Clinical and Experimental Nephrology | Year: 2014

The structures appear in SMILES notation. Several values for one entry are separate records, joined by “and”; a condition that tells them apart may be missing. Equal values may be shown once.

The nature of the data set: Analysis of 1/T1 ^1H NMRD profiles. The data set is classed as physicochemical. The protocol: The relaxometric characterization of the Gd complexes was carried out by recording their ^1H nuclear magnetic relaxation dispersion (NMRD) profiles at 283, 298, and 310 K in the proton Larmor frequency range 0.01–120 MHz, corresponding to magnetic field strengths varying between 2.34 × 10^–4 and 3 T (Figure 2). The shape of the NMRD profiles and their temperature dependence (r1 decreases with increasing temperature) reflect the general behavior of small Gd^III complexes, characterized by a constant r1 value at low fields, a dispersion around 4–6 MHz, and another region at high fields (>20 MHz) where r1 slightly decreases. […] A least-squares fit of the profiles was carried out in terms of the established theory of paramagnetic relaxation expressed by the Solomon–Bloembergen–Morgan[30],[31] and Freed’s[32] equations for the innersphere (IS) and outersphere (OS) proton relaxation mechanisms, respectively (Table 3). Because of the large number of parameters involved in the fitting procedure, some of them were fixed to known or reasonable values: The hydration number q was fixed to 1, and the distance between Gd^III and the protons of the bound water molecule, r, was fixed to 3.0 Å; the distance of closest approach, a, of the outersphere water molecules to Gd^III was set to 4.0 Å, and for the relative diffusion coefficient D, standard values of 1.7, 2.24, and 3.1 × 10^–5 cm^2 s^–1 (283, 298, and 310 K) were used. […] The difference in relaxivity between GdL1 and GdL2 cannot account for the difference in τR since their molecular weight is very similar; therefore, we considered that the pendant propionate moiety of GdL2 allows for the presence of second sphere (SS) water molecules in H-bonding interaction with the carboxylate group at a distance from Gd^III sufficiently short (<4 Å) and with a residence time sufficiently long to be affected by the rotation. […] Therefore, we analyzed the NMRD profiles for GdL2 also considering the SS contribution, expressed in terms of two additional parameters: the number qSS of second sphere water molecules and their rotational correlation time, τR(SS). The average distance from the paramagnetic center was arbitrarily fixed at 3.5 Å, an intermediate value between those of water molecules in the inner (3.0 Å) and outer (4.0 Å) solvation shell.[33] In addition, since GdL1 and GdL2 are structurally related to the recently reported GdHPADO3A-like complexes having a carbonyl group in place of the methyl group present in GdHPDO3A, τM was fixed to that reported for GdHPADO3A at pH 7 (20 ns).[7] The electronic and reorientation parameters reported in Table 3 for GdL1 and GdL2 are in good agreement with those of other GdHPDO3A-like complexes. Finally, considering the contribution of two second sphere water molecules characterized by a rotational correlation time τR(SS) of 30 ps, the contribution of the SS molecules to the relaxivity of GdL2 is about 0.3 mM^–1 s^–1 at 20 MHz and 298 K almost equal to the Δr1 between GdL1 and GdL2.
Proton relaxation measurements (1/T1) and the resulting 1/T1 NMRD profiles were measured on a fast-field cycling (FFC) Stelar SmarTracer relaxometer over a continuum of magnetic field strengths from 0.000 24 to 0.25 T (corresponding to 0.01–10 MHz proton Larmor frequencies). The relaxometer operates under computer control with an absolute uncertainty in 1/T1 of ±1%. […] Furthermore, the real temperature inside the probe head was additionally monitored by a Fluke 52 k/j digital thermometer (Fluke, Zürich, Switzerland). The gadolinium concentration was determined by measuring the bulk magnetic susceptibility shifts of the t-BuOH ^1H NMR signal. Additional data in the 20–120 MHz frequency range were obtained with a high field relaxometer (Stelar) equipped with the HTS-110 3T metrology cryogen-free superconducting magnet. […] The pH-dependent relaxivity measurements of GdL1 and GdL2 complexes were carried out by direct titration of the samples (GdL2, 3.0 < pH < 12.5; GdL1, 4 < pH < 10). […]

Background: Creatinine clearance (Ccr) overestimates glomerular filtration rate (GFR) due to the tubular secretion of creatinine. It is known that fractional excretion of creatinine (FE-Cr) increases with decreasing GFR. Association of serum albumin level with the tubular secretion of creatinine was also reported previously. Alteration of FE-Cr may affect the performance of GFR estimating equations based on serum creatinine. Therefore, we analyzed the factors influencing FE-Cr and compared the performance of GFR equations in subjects stratified by serum albumin levels. Methods: Seven hundred and fifty-seven Japanese subjects were included. GFR was measured by inulin renal clearance. GFR and Ccr were measured simultaneously. FE-Cr was calculated as the ratio of Ccr to GFR. Multivariate analysis was performed to evaluate the factors influencing FE-Cr. Age, gender, GFR, body mass index (BMI), body weight, height and serum albumin level were analyzed as the parameters. Estimated GFR was calculated by Japanese GFR equations based on serum creatinine (Eq-cr), serum cystatin C (Eq-cys) and 5 variables including serum albumin (Eq-5var). Results: FE-Cr in subjects with serum albumin <3.0, 3.0-3.9 and ≥4.0 g/dl were 1.63 ± 0.48, 1.53 ± 0.55, and 1.40 ± 0.36, respectively. FE-Cr in subjects with serum albumin <3.0 or 3.0-3.9 g/dl were significantly higher than the value in subjects with serum albumin ≥4.0 g/dl. Multivariate analysis showed that GFR (p < 0.0001) and serum albumin level (p = 0.004) were independent parameters affecting FE-Cr. Biases of Eq-cr, Eq-cys and Eq-5var in subjects with serum albumin <3.0 g/dl were -9.5 ± 17.5, -0.7 ± 17.1 and -0.6 ± 14.8 ml/min/1.73 m2, respectively. Eq-cr significantly overestimated GFR compared with Eq-cys or Eq-5var. Biases in subjects with serum albumin ≥4.0 g/dl were 6.4 ± 18.8, 2.0 ± 18.1 and 3.0 ± 18.3 ml/min/1.73 m2, respectively. Eq-cr significantly underestimated GFR compared with Eq-cys or Eq-5var. Conclusion: GFR and serum albumin level were independent parameters affecting FE-Cr. Alteration of FE-Cr according to the serum albumin levels may be one of the reasons of the bias of GFR equation based on serum creatinine. © 2013 Japanese Society of Nephrology. Source